Marsh Harrier Chicks On Camera | 2009 Season Report
Last year one marsh harrier female successfully raised three nestlings to fledging in front of the Trust’s 24-hour webcam. This year she’s back with five newly hatched young – the first emerging on 9 May, and so is the webcam.
Also at the reserve is one further female with five young of her own, and a third nest so inaccessible that reserve staff have not been able to monitor it. There are also two males and possibly a third around the reserve. Marsh harriers do not generally form monogamous pairs.
Visitors to the reserve can watch the young at the nest on the large screen monitor in the visitor centre. A monitor is also available in the hide nearest the nest, meaning fans can see through the hide windows the male visit and pass food to the female as she rises into the air, then watch on screen as she returns to earth and the chicks are fed. For the first time this year visitors can hear the chicks via an audio link from a microphone hidden in the reeds that disguise the camera. More about the Reed Cam – Click Here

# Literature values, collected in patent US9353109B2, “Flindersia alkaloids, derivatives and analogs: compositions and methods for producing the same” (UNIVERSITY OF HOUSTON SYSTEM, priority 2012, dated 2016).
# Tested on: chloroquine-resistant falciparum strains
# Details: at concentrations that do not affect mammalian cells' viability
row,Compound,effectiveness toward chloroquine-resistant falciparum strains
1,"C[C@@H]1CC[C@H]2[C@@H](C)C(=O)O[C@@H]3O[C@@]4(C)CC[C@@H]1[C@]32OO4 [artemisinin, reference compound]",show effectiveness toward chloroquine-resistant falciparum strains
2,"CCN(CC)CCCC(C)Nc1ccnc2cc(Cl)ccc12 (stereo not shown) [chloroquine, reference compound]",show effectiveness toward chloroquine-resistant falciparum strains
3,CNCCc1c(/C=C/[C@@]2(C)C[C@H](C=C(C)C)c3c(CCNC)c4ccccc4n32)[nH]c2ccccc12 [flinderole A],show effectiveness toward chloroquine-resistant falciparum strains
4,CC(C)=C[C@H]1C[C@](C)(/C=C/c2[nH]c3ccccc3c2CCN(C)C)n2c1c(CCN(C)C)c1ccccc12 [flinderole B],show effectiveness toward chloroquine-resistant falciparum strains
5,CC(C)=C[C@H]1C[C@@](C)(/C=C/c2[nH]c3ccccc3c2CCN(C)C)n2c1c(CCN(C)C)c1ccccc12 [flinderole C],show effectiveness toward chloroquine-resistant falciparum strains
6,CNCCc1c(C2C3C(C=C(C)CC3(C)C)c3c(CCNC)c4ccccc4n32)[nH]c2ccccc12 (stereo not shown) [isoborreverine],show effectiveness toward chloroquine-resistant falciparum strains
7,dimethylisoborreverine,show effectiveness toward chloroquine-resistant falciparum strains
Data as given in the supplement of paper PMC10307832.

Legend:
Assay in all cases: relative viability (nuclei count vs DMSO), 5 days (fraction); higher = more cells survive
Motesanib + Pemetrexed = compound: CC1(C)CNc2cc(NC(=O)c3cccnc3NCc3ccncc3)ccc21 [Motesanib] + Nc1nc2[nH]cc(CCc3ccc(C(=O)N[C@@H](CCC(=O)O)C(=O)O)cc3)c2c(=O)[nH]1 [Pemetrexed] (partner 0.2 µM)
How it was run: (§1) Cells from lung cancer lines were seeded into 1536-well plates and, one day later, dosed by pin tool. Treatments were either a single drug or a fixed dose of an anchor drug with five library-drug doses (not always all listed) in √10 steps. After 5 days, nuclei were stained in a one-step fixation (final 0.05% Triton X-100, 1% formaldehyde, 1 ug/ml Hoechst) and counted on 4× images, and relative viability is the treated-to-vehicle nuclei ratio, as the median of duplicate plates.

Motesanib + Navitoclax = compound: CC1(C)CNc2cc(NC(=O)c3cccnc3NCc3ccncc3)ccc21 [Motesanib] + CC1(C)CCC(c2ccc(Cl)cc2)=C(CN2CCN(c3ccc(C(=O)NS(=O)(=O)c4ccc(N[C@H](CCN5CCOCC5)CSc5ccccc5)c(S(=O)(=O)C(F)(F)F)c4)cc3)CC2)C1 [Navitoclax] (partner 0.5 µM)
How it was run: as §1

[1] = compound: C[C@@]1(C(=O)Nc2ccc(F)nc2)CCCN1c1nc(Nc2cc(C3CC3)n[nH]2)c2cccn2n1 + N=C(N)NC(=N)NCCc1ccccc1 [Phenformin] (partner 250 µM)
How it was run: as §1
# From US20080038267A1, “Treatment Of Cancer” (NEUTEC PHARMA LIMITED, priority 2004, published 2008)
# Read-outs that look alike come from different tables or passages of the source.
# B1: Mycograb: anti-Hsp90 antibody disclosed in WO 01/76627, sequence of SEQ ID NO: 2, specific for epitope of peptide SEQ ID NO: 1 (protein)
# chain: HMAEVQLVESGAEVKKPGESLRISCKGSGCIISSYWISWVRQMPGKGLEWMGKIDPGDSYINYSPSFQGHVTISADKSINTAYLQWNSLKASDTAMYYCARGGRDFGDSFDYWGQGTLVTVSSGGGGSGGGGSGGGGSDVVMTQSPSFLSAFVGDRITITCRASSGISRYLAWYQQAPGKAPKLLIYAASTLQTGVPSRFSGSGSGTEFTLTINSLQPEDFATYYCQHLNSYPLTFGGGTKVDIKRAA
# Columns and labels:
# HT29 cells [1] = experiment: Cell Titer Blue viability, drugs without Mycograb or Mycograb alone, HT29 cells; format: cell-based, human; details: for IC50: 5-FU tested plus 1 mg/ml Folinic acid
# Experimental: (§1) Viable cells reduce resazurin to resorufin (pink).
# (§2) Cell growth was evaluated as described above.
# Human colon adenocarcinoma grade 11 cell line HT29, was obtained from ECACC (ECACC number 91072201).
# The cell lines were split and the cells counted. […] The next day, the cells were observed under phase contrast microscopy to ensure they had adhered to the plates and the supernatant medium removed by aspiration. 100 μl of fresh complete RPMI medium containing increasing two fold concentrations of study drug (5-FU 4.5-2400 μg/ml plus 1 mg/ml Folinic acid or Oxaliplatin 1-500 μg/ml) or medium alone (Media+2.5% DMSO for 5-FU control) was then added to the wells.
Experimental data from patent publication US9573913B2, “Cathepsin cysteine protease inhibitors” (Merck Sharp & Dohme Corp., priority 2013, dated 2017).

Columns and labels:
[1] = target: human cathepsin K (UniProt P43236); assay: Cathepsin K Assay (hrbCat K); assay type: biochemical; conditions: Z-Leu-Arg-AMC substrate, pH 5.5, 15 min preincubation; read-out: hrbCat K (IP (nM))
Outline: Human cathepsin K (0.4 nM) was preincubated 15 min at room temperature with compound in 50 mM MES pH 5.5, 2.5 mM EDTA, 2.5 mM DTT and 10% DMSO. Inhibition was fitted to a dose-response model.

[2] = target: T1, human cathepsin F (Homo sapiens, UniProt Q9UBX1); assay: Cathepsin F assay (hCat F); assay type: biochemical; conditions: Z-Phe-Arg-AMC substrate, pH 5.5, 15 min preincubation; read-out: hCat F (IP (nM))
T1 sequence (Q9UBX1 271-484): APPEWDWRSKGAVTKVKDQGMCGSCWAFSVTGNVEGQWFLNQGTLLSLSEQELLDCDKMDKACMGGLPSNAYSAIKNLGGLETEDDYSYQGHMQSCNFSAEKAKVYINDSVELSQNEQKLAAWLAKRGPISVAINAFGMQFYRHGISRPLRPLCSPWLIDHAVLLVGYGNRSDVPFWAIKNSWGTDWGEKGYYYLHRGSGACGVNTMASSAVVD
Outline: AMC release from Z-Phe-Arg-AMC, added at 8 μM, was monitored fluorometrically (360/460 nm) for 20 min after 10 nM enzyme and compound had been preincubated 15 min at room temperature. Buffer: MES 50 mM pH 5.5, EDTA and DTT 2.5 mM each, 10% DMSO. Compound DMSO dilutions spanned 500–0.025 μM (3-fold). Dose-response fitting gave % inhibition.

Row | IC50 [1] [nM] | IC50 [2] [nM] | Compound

The five nestlings are a tribute to the increasingly suitable conditions being created at the reserve and are a great encouragement as the Hawk and Owl Trust launches an appeal to celebrate its 40th anniversary of protecting owls and other birds of prey in the wild. It hopes to raise £40,000 to help continue its vital work
The live screening of marsh harrier chicks was pioneered by the Hawk and Owl Trust last year in a unique scientific exercise shared with TV viewers of Springwatch on BBC2. The footage is currently undergoing minute scientific analysis at Leicester University, supervised by Dr David Harper, to reveal for the first time intimate details of the marsh harrier’s ecology, diet and behaviour. A brief DVD of last year’s nestlings is available for sale at £5.95.
This year’s on-screen display is also thought to be the only live video of marsh harriers on the nest anywhere in the UK.
Listen to BBC Radio 4’s broadcast from Sculthorpe Moor on The Living World at www.bbc.co.uk/programmes/b00kh4dm